Vortex methods are a powerful tool for the simulation of incompressible flows at high Reynolds number. They rely on a discrete Lagrangian representation of the vorticity field to approximately satisfy the Kelvin and Helmholtz theorems which govern the dynamics of vorticity for inviscid flows. A time-splitting technique can be used to include viscous effects. The diffusion equation is considered separately after convecting the particles with an inviscid vortex method. In our work, the viscous effects are represented by the so-called deterministic method. The approach was extended to problems where a flux of vorticity is used to enforce the no-slip boundary condition.

In order to accurately compute the viscous transport of vorticity, gradients need to be well resolved. As the Reynolds number is increased, these gradients get steeper and more particles are required to achieve the requisite resolution. In practice, the computing cost associated with the convection step dictates the number of vortex particles and puts an upper bound on the Reynolds number that can be simulated with confidence. That threshold can be increased by reducing the asymptotic time complexity of the convection step from to . The nearfield of every vortex particle is identified. Within that region, the velocity is computed by considering the pairwise interaction of vortices. The speedup is achieved by approximating the influence of the rest of the domain, the farfield. In that context, the interaction of two vortex particles is treated differently depending on their spatial relation. The resulting computer code does not lend itself to vectorization but has been successfully implemented on concurrent computers.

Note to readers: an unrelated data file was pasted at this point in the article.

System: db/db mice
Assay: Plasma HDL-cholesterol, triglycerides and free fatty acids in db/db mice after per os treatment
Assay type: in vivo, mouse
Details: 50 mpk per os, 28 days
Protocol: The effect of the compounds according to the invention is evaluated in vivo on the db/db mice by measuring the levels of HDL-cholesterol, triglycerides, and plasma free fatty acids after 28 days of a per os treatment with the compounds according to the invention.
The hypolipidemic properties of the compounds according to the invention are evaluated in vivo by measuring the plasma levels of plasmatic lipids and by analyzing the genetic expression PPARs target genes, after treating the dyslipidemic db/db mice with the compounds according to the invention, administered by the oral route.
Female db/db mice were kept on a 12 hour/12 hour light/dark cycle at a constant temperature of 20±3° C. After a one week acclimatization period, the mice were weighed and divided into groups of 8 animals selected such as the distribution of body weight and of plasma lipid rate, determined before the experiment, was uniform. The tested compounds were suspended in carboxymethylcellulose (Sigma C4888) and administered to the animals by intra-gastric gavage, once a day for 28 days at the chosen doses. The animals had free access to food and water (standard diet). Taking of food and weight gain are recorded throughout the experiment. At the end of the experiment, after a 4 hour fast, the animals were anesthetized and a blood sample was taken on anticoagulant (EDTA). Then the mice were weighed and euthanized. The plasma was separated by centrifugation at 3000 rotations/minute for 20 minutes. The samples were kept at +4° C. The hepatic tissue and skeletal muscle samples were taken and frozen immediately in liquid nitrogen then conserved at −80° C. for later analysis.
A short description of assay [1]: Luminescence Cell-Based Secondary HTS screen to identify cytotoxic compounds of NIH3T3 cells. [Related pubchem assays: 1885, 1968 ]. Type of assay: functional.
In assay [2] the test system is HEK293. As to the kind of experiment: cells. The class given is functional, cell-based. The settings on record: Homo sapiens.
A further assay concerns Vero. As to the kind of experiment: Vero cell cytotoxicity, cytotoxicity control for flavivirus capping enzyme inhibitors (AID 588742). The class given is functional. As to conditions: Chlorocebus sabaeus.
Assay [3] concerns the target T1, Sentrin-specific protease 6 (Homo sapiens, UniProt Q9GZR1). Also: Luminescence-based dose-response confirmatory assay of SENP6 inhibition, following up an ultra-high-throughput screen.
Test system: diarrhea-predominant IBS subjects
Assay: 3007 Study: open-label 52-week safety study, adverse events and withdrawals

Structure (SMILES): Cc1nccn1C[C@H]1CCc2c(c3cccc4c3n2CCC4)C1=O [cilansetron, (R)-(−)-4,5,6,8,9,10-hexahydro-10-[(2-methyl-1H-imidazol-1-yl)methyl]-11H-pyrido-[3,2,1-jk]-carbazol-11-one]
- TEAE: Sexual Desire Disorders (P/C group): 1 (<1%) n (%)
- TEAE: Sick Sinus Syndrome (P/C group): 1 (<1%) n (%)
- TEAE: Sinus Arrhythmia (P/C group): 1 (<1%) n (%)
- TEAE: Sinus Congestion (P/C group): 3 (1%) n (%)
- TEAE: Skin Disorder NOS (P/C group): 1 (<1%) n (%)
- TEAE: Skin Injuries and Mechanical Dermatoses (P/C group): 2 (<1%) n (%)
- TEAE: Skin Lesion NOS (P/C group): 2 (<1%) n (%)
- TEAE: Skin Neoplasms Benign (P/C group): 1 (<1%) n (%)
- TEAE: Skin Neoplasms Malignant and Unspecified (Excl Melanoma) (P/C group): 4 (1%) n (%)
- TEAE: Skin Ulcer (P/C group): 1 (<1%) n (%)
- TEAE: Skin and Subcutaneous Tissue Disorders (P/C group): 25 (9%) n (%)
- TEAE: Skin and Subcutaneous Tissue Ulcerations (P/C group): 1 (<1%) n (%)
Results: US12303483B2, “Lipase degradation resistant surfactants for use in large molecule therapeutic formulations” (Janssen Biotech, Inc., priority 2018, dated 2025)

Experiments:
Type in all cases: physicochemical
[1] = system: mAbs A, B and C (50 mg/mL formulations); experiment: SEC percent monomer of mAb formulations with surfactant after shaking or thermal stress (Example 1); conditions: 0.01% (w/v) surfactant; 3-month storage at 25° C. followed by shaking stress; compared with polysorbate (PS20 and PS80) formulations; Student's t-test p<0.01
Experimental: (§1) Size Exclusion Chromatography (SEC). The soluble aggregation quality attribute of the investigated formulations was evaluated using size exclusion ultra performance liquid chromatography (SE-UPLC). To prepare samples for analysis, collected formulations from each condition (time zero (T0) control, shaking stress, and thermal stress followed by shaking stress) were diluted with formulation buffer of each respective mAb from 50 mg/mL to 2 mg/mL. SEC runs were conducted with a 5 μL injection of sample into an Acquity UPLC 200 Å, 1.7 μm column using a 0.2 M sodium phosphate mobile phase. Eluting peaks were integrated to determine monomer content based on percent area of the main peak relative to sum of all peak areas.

- 12.5.1 Vortex Methods
- 12.5.2 Fast Algorithms
- 12.5.3 Hypercube Implementation
- 12.5.4 Efficiency of Parallel Implementation
- 12.5.5 Results

Wed Mar 1 10:19:35 EST 1995